“Conflict is a normal part of life. It can also be an opportunity for connection and understanding.”
This quote on the website of the Dispute Resolution Center of Thurston County (DRC) is an acknowledgement of the struggle many of their clients face and a promise of what their services offer. Mediators from the DRC are trained to empower people and groups in finding a compromise or plan of action during a times of conflict. Their job is to remain neutral and facilitate a safe discussion.
With a calm yet engaged demeanor, Steven Tilley has the presence of someone who genuinely cares about people. His life mirrors that principle. He served in the Peace Corp in Malaysia and earned a Masters of Public Health. He and his wife, Christine Parke, pulled up roots from the East Coast and moved to Washington in 1975. He spent many years working for various state agencies including the Department of Natural and Resources and Department of Ecology. Drawn to a process that in his words “has heart” and desiring to be a better listener when working with people, he completed the training to be a mediator in 1997. While he did use some of the skills he learned in his job, he has spent many years volunteering with the DRC.
During his time volunteering with the DRC, Steve has been involved mostly with family mediation. He describes it as the “bread and butter” of mediation. Washington state law requires that parents who are separating create a parenting plan. When parents struggle to develop a plan together, the Thurston County Superior Court refers them to Mandatory Parenting Plan Mediation Program. This is when Steve and other volunteers like him often get involved. Parents meet with a pair of mediators for a two-hour session to work out a plan covering issues such as schedules, communication methods and ground rules. Emotions and tensions can be very high at this time. Parents frequently are very angry with each other even as they try to negotiate co-parenting.
Mediators do not make decisions for their clients, nor are they counselors. They foster better communication between parents and give them skills for discussions about parenting issues. The process of mediation allows parents more control than a decision made by the courts. It also has the advantage of taking the unique relationships between the parents and their children into consideration.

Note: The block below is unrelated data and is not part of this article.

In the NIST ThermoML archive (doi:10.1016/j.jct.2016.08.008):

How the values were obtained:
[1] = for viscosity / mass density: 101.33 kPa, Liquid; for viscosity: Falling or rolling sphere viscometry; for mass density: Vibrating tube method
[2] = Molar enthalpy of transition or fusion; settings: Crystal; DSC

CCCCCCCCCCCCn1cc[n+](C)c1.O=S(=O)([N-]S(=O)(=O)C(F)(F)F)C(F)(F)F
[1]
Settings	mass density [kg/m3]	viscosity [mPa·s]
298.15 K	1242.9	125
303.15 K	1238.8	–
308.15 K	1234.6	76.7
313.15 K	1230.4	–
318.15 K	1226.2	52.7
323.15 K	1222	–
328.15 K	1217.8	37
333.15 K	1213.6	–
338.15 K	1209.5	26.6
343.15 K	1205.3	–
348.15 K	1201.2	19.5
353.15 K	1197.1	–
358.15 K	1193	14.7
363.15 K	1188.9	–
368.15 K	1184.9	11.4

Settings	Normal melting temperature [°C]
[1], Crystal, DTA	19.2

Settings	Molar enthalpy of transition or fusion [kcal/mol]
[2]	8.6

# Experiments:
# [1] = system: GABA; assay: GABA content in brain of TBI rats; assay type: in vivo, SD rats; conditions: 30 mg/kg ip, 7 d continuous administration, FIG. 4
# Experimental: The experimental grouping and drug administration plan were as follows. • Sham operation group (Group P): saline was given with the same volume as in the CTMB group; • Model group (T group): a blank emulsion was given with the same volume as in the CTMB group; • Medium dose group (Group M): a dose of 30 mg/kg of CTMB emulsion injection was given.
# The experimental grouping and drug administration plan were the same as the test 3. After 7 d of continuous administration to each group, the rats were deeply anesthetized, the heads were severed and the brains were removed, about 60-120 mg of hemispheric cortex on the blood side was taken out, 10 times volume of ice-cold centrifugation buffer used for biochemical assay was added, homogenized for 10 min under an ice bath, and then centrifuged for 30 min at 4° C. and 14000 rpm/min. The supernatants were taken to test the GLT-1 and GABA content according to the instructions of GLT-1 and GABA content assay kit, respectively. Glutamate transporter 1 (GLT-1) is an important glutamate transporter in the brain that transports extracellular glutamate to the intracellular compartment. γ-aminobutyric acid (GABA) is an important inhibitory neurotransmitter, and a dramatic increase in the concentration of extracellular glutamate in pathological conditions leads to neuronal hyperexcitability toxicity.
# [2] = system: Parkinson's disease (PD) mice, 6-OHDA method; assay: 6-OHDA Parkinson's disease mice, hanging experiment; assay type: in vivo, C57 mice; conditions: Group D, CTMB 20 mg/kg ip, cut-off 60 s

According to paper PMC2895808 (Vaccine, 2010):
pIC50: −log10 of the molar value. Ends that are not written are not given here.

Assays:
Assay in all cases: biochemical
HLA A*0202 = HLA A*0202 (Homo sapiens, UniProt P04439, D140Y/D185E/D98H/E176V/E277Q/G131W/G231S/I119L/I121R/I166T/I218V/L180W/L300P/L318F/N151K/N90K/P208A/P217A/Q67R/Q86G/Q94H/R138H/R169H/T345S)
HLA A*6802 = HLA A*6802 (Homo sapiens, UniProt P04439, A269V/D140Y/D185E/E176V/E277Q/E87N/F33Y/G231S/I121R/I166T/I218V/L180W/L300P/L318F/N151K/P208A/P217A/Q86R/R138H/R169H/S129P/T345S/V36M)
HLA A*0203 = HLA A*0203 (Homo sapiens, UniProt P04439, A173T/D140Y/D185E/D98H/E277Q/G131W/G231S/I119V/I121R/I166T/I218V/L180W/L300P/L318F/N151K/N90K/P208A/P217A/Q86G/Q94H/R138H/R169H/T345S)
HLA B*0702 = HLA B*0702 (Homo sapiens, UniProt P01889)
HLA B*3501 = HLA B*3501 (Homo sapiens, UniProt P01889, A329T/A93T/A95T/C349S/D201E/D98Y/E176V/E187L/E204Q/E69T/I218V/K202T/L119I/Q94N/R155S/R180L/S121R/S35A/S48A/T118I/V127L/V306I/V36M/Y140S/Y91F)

While this process can be stressful and often involves people in pain, Steve is dedicated to this program as he knows that helping separating parents have a healthier relationship equates to healthier children at a critical time in their lives. He is clearly passionate about this work. As he describes the mediation process and his experiences, it always comes back to how it all helps kids have better outcomes. He believes that the skills learned in mediation have the ability to continue to help these parents and kids even after the two-hour mediation session is over. While not all parents choose to complete their mediation session, giving parents a safe place to find solutions to parenting issues that are in their children’s best interest is part of what he finds so rewarding.
As the Outstanding Volunteer for 2019, Steve received much deserved recognition for his service at the DRC Volunteer Appreciation Picnic on July 23.
When asked about Steve, Jody Suhrbier (the DRC Executive Director) related the following: “When we were considering who to honor as this year’s outstanding volunteer, the themes that came up in regard to Steve were: his tireless dedication, steady presence and quiet humility. I continue to be impressed by his calm demeanor and genuine interest in a fair process. Steve has an authentic interest in ensuring that the processes he uses support long-term health and well-being for those touched by our services – whether that may be a child whose parents are separated or an incarcerated adult seeking to make reparations in our community.”
When asked if he would recommend volunteering as a mediator to others, Steve was enthusiastic about mediation and gives the DRC high praise. He described the training provided by the DRC as interactive, supportive and thorough. Empathy and listening skills are developed in the training and Steve indicated that he learned more about himself and relationships as well. He characterized the support the DRC gives to their volunteers during training and afterwards as being very supportive. Positive reinforcement and continuing education from the staff make this one of the best places to volunteer according to him.
To sum it all up, he told me, “This is a place you can volunteer for the rest of your life.” And it looks like he will.
You can help resolve conflict, promote civility and create peace in your community as a volunteer with the Dispute Resolution Center of Thurston County.
The DRC is a community-based, volunteer-powered non-profit organization dedicated to conflict resolution and prevention in the South Sound.
You can become trained as a mediator and work directly with people in conflict; you can help people over the phone through the DRC’s Resource Line; and you can help with community education and outreach efforts.
To learn more about volunteer opportunities/upcoming trainings, contact DRC Volunteer Manager Jesse Laird at 360-956-1155, e-mail firstname.lastname@example.org, or visit our website.